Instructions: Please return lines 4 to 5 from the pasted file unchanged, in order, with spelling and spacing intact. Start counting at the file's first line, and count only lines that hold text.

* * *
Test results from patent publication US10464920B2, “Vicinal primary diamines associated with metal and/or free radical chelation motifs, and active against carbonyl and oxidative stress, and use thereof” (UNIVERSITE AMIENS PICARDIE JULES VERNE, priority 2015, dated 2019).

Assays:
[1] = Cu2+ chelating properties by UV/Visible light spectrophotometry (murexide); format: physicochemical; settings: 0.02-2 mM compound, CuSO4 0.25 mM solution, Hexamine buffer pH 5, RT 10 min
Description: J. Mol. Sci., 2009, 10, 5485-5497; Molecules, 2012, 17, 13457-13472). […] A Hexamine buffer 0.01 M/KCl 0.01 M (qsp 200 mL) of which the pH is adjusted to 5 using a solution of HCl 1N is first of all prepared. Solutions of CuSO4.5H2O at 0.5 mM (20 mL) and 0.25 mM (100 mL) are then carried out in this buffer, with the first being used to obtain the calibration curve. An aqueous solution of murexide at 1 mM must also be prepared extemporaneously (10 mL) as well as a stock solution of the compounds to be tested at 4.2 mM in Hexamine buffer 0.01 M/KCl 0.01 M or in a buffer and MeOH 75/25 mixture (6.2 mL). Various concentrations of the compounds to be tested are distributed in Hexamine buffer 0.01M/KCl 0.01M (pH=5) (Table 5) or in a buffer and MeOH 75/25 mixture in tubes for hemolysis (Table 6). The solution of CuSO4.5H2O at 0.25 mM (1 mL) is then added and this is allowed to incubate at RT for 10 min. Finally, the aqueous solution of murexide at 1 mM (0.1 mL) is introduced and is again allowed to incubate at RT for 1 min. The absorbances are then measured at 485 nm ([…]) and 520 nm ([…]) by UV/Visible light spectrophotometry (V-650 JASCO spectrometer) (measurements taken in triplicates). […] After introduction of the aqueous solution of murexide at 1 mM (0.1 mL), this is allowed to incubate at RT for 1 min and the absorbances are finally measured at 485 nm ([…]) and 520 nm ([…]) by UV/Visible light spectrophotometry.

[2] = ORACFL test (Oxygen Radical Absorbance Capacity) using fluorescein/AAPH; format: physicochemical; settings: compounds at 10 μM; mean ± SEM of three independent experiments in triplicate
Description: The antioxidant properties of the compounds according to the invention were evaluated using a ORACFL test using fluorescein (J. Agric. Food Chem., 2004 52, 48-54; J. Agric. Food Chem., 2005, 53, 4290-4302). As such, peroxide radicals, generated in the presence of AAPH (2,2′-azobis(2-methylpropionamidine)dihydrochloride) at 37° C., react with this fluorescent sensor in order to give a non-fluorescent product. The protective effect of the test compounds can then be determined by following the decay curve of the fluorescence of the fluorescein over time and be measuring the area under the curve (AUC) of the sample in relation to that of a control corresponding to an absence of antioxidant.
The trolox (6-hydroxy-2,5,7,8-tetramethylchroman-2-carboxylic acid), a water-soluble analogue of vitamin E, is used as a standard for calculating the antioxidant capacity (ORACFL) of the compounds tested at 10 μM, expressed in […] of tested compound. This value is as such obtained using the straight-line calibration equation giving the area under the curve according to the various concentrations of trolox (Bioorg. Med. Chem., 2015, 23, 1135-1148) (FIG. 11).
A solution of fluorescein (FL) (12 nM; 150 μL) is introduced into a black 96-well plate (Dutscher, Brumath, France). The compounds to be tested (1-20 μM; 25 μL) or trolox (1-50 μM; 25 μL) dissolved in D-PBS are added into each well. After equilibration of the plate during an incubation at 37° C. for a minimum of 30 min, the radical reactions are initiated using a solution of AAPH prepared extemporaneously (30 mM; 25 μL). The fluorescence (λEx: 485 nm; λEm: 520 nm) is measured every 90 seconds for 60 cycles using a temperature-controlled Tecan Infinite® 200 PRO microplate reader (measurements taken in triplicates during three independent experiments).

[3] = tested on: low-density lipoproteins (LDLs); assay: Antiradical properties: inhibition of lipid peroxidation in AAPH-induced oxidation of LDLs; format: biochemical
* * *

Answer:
Description: J. Mol. Sci., 2009, 10, 5485-5497; Molecules, 2012, 17, 13457-13472). […] A Hexamine buffer 0.01 M/KCl 0.01 M (qsp 200 mL) of which the pH is adjusted to 5 using a solution of HCl 1N is first of all prepared. Solutions of CuSO4.5H2O at 0.5 mM (20 mL) and 0.25 mM (100 mL) are then carried out in this buffer, with the first being used to obtain the calibration curve. An aqueous solution of murexide at 1 mM must also be prepared extemporaneously (10 mL) as well as a stock solution of the compounds to be tested at 4.2 mM in Hexamine buffer 0.01 M/KCl 0.01 M or in a buffer and MeOH 75/25 mixture (6.2 mL). Various concentrations of the compounds to be tested are distributed in Hexamine buffer 0.01M/KCl 0.01M (pH=5) (Table 5) or in a buffer and MeOH 75/25 mixture in tubes for hemolysis (Table 6). The solution of CuSO4.5H2O at 0.25 mM (1 mL) is then added and this is allowed to incubate at RT for 10 min. Finally, the aqueous solution of murexide at 1 mM (0.1 mL) is introduced and is again allowed to incubate at RT for 1 min. The absorbances are then measured at 485 nm ([…]) and 520 nm ([…]) by UV/Visible light spectrophotometry (V-650 JASCO spectrometer) (measurements taken in triplicates). […] After introduction of the aqueous solution of murexide at 1 mM (0.1 mL), this is allowed to incubate at RT for 1 min and the absorbances are finally measured at 485 nm ([…]) and 520 nm ([…]) by UV/Visible light spectrophotometry.

[2] = ORACFL test (Oxygen Radical Absorbance Capacity) using fluorescein/AAPH; format: physicochemical; settings: compounds at 10 μM; mean ± SEM of three independent experiments in triplicate